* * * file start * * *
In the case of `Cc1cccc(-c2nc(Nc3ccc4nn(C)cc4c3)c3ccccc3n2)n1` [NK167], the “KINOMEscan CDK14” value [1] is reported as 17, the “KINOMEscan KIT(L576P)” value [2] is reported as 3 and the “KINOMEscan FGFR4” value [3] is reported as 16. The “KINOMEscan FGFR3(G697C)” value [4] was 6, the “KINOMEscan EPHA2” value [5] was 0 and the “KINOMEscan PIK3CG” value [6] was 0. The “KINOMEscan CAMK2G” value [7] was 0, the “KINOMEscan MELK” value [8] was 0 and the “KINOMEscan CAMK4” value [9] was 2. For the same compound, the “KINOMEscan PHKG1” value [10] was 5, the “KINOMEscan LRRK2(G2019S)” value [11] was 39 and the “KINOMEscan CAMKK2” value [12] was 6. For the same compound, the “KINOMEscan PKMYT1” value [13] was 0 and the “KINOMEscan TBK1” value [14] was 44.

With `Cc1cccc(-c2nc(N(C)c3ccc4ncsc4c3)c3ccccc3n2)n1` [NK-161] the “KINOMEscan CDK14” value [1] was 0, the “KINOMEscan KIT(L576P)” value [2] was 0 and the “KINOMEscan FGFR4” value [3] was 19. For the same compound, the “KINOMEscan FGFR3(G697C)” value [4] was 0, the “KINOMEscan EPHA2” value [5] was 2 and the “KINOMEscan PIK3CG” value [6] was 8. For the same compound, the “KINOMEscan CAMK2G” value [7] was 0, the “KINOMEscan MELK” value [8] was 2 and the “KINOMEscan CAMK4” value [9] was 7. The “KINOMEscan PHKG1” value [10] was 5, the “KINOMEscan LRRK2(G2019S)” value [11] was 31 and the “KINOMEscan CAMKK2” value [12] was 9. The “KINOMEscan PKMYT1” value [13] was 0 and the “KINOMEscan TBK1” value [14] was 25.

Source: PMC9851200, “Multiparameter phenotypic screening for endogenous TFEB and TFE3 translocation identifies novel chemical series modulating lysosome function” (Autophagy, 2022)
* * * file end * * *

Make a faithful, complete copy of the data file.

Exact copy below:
In the case of `Cc1cccc(-c2nc(Nc3ccc4nn(C)cc4c3)c3ccccc3n2)n1` [NK167], the “KINOMEscan CDK14” value [1] is reported as 17, the “KINOMEscan KIT(L576P)” value [2] is reported as 3 and the “KINOMEscan FGFR4” value [3] is reported as 16. The “KINOMEscan FGFR3(G697C)” value [4] was 6, the “KINOMEscan EPHA2” value [5] was 0 and the “KINOMEscan PIK3CG” value [6] was 0. The “KINOMEscan CAMK2G” value [7] was 0, the “KINOMEscan MELK” value [8] was 0 and the “KINOMEscan CAMK4” value [9] was 2. For the same compound, the “KINOMEscan PHKG1” value [10] was 5, the “KINOMEscan LRRK2(G2019S)” value [11] was 39 and the “KINOMEscan CAMKK2” value [12] was 6. For the same compound, the “KINOMEscan PKMYT1” value [13] was 0 and the “KINOMEscan TBK1” value [14] was 44.

With `Cc1cccc(-c2nc(N(C)c3ccc4ncsc4c3)c3ccccc3n2)n1` [NK-161] the “KINOMEscan CDK14” value [1] was 0, the “KINOMEscan KIT(L576P)” value [2] was 0 and the “KINOMEscan FGFR4” value [3] was 19. For the same compound, the “KINOMEscan FGFR3(G697C)” value [4] was 0, the “KINOMEscan EPHA2” value [5] was 2 and the “KINOMEscan PIK3CG” value [6] was 8. For the same compound, the “KINOMEscan CAMK2G” value [7] was 0, the “KINOMEscan MELK” value [8] was 2 and the “KINOMEscan CAMK4” value [9] was 7. The “KINOMEscan PHKG1” value [10] was 5, the “KINOMEscan LRRK2(G2019S)” value [11] was 31 and the “KINOMEscan CAMKK2” value [12] was 9. The “KINOMEscan PKMYT1” value [13] was 0 and the “KINOMEscan TBK1” value [14] was 25.

Source: PMC9851200, “Multiparameter phenotypic screening for endogenous TFEB and TFE3 translocation identifies novel chemical series modulating lysosome function” (Autophagy, 2022)